It’s not quite a nonpartisan issue, but Virginia legislators expect an effort to legalize marijuana will receive enough bipartisan support to pass in the 2021 regular session. The biggest hurdle to the plan is the massive legislative changes that are required. Legislators have to choose how the cannabis business will interact with many sectors of business and government including banking, law enforcement, the Department of Motor Vehicles, the Department of Taxation, and the Alcoholic Beverage Control Authority.
“It’s a big deal, and there’s a ton of components for it, you could make an argument for it that it needs to go to every single standing committee, because it impacts every single one of those topics,” Delegate Chris Hurst (D-Montgomery) said on Friday on The John Fredericks Radio Show.
Hurst said, “What may ultimately the pump brakes on it is not necessarily anybody’s desire not to try and work toward it. What I think will just slow progress is that we want to get it right.”
In the 2020 session, the General Assembly decriminalized pot possession, but did not fully legalize marijuana. Instead, the decriminalizing bills instructed the Joint Legislative Audit and Review Commission to review how best to legalize marijuana. The report found that in addition to decisions about legal amounts, legal ages, and driving regulations, developing a commercial market requires issuing five types of operations licenses.
The review said, “The General Assembly could authorize the development of a statewide market for commercial adult use marijuana sales. Virginia would need to issue licenses for five types of major business operations that comprise the marijuana industry: cultivation, processing, distribution, retail sales, and testing.”
Because of this, advocate Senator Adam Ebbin (D-Alexandria) told The Virginia Star that legalization bills might be split up, with one legislative package focused on regulation, and the other focused on criminal aspects. But he emphasized that legislators are still working out individual details. Ebbin was the chief patron of SB2, the 2020 decriminalization bill in the Senate.
Legislators also have to protect marijuana entrepreneurs, who have difficulty accessing banking and insurance, because the drug is still outlawed by the federal government.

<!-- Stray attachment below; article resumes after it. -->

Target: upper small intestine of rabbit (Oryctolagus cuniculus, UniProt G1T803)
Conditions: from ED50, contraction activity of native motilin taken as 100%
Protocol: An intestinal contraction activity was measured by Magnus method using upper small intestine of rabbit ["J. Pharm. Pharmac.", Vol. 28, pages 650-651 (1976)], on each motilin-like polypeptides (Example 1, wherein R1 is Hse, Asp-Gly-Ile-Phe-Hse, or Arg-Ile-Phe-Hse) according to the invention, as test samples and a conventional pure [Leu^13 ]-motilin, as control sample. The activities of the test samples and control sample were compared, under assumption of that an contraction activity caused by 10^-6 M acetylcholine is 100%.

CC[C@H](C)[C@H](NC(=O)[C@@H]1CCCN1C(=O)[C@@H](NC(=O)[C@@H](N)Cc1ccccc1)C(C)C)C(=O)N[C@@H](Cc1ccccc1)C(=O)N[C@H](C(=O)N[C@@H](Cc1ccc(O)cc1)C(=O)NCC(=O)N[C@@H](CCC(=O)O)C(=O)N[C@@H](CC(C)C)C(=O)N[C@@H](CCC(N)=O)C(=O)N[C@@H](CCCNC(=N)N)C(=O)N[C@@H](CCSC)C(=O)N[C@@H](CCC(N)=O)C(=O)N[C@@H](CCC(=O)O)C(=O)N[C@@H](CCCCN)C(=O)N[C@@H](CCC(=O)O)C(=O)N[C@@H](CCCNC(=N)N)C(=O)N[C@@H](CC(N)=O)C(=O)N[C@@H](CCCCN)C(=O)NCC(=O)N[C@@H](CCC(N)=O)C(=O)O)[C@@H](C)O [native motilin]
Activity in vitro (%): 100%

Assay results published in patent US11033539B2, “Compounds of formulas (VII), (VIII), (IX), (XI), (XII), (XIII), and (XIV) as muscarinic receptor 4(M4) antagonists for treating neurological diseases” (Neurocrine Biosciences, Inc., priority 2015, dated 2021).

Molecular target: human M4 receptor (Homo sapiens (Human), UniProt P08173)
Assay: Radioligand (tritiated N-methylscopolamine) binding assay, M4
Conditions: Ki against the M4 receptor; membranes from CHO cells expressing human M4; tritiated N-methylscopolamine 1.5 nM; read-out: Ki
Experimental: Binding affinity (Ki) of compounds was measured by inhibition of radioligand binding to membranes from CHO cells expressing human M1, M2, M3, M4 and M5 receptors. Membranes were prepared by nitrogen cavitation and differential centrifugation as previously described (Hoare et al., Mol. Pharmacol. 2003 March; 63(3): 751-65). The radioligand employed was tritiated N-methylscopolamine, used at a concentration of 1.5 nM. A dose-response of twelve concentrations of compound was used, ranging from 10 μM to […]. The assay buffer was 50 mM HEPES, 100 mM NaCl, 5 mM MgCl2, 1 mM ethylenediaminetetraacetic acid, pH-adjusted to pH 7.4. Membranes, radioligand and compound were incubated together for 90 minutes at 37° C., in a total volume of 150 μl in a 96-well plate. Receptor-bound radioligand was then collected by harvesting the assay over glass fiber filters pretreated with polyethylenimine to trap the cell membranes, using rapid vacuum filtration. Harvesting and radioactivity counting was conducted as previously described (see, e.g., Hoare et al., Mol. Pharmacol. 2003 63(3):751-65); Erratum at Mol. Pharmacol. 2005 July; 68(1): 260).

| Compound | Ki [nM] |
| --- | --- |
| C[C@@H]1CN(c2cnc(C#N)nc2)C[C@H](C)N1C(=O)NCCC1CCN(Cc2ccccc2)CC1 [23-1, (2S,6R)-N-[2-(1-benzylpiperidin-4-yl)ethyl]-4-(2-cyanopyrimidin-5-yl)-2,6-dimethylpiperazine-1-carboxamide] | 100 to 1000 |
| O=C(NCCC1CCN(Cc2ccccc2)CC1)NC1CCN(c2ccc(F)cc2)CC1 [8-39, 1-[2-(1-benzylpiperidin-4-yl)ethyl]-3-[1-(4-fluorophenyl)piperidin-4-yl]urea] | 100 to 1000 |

Hurst said one critical consideration is, “How do we set up a market that is also in tune, and with an eye toward, what the federal government is doing, wanting to make sure that no unintended consequences creep up?”
“I think what we do, and I don’t know enough about it yet, is have a safe harbor provision in our banking laws,” Ebbin said.
Legislators are essentially creating an entire industry from scratch, a process that takes time.
“Even though the bill may pass this year, you’re not going to see it flip a switch and then see it turn on July 1 or something,” Ebbin said.
“I’m hopeful it will happen in this General Assembly session, but I’m confident that it will happen within the next few sessions,” he said.
If it doesn’t pass in the next session, and if Republicans regain some political control of Virginia in the 2021 election, Ebbin said the effort might still succeed in a Republican General Assembly.
“It would be harder if the political control flipped,” he said. “I wouldn’t call it non-partisan. I would say that I believe we can get some bipartisan support.”
Ebbin said his constituents are enthusiastic about legalization, which has received support from Governor Ralph Northam (D) and Richmond Mayor Levar Stoney (D).
In August, Stoney sent a letter to the General Assembly asking them to legalize marijuana. “Not only do marijuana arrests comprise a majority of the total arrests in Virginia, but out of those arrests a disproportionate number are of Black people.”
Stoney called for funds from a marijuana tax to be used to fund a program for low-income students.
Ebbin and Hurst expect to see bipartisan support for the legislation. In 2020, Senate Minority Leader Thomas Norment (R-James City), Senator Siobhan Dunnavant (R-Henrico), and Senator William Stanley (R-Pittsylvania County) joined Ebbin as patrons of the decriminalization bill.
But not all Republicans are comfortable with legalizing pot, and neither are all Democrats.
In January, Senator Chap Petersen (D-Fairfax) said on The John Fredericks Radio Show, “I’m opposed to legalization of marijuana; I don’t think the government ought to be in the business of buying and selling a narcotic. I realize that may be a fuddy-duddy opinion, but that is where I stand and I’ve got lots of reasons for saying that.”
Petersen said, “I just look at the opioid issues and all the people that have become addicted. And people that say that marijuana is not addictive, sorry. I’ve been to parents groups of people that have children that have been drug-addicted; they all pretty much all started smoking pot. And so look, I understand I’m probably in the minority and I’m 51 years old, and you know I’ve got kids that may not agree with me. But as long as I’m the senator, I’m going to do what I think is right.”
Senator Emmett Hanger (R-Augusta) was pressed for time on Friday, but he told The Star, “It is a terrible idea to make an illegal activity legal in an effort to deal with disparities in enforcement. Bad!”
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John Fredericks is the publisher and editor-in-chief of The Virginia Star.
He is also a Trump 2020 delegate and the chairman of the Trump Virginia Delegation.